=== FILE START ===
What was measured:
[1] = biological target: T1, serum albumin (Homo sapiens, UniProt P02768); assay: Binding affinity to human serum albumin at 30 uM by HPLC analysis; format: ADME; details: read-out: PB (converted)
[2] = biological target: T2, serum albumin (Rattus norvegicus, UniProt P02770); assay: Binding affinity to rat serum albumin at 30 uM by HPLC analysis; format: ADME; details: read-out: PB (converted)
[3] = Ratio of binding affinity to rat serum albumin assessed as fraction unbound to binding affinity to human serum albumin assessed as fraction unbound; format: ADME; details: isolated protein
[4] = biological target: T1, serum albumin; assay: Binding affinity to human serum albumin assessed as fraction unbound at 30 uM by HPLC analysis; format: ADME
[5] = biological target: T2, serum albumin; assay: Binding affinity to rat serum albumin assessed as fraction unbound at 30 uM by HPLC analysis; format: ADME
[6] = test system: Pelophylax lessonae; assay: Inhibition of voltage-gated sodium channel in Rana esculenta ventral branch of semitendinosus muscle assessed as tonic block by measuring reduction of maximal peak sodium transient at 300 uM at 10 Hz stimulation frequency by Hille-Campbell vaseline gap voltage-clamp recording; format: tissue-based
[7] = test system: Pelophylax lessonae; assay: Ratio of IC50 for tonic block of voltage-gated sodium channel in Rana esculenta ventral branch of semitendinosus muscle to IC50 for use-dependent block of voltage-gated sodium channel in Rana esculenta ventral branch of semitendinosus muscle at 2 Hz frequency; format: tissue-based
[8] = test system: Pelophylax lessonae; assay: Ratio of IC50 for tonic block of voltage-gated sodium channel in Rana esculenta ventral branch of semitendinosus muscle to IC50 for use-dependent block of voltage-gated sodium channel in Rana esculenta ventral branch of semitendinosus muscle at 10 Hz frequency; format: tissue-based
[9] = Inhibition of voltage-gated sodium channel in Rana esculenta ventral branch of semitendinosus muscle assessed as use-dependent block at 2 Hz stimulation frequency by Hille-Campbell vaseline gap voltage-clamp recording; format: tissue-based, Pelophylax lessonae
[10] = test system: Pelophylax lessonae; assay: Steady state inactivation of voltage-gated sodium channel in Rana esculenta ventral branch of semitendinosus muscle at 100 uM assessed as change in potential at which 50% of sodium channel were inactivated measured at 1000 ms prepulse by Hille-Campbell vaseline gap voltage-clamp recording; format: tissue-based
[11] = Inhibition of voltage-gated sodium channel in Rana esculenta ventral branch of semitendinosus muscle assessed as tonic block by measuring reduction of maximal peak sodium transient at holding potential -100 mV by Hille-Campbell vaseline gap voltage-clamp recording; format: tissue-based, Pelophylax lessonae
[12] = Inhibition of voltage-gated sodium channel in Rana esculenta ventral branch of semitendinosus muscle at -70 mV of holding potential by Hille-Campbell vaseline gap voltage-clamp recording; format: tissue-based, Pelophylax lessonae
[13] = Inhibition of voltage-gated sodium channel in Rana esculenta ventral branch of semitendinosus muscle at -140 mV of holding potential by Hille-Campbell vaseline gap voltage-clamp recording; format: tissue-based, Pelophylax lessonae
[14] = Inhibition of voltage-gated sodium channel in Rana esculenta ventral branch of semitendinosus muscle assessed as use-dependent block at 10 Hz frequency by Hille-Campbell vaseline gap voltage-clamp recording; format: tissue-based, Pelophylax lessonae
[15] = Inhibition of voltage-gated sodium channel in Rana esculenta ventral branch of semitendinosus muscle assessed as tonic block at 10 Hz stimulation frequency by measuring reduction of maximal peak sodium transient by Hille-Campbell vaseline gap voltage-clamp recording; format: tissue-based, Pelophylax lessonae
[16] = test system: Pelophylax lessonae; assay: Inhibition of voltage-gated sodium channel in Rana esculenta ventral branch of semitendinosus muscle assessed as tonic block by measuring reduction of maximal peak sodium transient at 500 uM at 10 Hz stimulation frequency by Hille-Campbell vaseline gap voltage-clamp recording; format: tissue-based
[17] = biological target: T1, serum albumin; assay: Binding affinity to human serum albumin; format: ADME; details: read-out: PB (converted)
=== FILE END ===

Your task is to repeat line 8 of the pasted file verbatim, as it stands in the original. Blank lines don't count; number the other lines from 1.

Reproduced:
[7] = test system: Pelophylax lessonae; assay: Ratio of IC50 for tonic block of voltage-gated sodium channel in Rana esculenta ventral branch of semitendinosus muscle to IC50 for use-dependent block of voltage-gated sodium channel in Rana esculenta ventral branch of semitendinosus muscle at 2 Hz frequency; format: tissue-based